So the concerns around deepfake tech are certainly justified.


Currently, the app only offers to put songs on a face, and the videos are often shared on TikTok or other social media platforms — which is innocent enough. The pictures aren’t very good quality and look very edited and stretched. So there is little chance that someone could confuse the media with anything resemling reality.

But with the app's growing popularity and the speed at which technology is advancing, people may want a more realistic-looking video and it could potentially happen sooner than we realize.

There is also potential for using an image against someone, such as singing along to an inappropriate song, or, if the creators of the app allow users to upload their own audio, make it so someone is saying something they are not. 

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This technology is not new. The same type of tech can be used to add motion to pictures of people who have passed away, like the Deep Nostalgia feature from the MyHeritage app, or for sport video games so people can see their favorite players while gaming.

Because it became cheaper and more available to people, people are creating more and more deepfakes. There have already been scams where companies have lost money due to audio deepfakes. 

In a New York Times op-ed video (below), social media researcher Claire Wardle argues that deepfakes themselves aren’t the issue. In fact, she says, "The alarmist hype is possibly more dangerous than the technology itself."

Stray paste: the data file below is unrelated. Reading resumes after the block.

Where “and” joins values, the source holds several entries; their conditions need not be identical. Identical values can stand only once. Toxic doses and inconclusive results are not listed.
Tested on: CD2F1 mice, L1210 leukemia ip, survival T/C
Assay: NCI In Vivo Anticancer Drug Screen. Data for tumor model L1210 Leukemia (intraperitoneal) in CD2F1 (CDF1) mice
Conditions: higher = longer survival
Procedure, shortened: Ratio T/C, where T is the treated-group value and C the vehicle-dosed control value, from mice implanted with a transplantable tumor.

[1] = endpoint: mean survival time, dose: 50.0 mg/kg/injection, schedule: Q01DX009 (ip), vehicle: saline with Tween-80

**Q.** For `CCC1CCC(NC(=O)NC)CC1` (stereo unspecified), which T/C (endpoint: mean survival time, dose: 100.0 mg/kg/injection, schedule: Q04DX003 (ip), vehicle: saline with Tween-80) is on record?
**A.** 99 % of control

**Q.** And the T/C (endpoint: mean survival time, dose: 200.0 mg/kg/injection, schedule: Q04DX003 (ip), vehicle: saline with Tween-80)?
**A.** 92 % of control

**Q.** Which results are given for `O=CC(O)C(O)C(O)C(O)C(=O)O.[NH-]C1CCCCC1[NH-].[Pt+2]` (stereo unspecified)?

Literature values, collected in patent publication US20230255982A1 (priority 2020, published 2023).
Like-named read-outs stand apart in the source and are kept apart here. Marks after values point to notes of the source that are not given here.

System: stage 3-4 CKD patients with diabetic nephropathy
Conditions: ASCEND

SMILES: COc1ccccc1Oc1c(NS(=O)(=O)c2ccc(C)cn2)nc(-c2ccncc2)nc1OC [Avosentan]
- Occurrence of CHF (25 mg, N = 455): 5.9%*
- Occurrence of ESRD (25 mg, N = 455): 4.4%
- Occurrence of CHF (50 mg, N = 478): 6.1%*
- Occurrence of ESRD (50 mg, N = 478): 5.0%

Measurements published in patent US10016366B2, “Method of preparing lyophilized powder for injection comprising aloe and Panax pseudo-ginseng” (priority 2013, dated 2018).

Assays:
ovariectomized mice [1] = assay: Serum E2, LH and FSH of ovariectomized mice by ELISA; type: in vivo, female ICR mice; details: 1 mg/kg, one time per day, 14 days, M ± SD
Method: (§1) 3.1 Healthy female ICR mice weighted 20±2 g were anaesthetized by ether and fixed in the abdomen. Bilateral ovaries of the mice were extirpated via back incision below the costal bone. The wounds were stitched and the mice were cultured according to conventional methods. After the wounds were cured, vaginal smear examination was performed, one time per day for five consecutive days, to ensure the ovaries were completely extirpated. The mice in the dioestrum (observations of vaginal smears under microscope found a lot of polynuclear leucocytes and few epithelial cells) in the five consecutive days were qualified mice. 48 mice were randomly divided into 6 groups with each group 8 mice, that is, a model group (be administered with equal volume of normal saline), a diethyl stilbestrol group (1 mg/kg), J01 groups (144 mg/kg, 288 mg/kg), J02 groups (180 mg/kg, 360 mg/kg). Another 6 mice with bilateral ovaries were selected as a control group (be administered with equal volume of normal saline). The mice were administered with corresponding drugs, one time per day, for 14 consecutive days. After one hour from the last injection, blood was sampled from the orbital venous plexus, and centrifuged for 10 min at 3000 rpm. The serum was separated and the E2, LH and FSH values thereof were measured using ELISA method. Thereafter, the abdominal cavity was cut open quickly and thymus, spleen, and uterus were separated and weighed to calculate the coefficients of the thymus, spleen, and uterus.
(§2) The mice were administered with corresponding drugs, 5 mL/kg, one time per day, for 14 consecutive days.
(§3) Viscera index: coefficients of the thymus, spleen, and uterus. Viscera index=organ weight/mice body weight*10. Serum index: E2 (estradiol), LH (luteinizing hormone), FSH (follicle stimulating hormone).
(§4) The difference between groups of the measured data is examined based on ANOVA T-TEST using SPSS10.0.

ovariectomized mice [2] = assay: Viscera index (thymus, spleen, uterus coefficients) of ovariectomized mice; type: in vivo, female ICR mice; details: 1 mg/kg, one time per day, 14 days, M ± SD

This alamist hype causes people to doubt what they see and disbelieve their own eyes.


Yes, a good deepfake may make it hard for people to determine if what they are seeing is real, but the big threat right now is in politicians or others using deepfakes as an excuse to deny things they have done, such as former president Trump denying having ever said that he grabbed women in that controversial Access Hollywood video.

We all saw the related video and heard him say it with our own ears, but because of the existence of deepfakes, his denial spreads uncertainty among his supporters over whether it was ever real — even though we know it was, and Trump even acknowledged that and apologized for it in 2016.

Wardle says that this technology is only getting cheaper, so more and more people are going to use it and I can't help but wonder if apps like Wombo will make exacerbate both of those problems — the issue of the deepfakes themselves and the very real paranoia around them.


Should the technology become hyper-realistic, it grants deepfake technology to those who otherwise wouldn't have access.

But maybe that wouldn't be such a bad thing. We would all have to start looking more closely at the content we consume and think about whether it is authentic, and be forced to examine whether or not it could be propaganda for nefarious purposes. 

Given that there are already those hyper-realistic face-changing apps available, commonly used to "photoshop" people's selfies, this isn't a new problem, but it is a problem that is likely to only continue to present itself in new and varying forms.

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Leeann Reed is a textile artist, poet, and writer who covers news, entertainment, and lifestyle.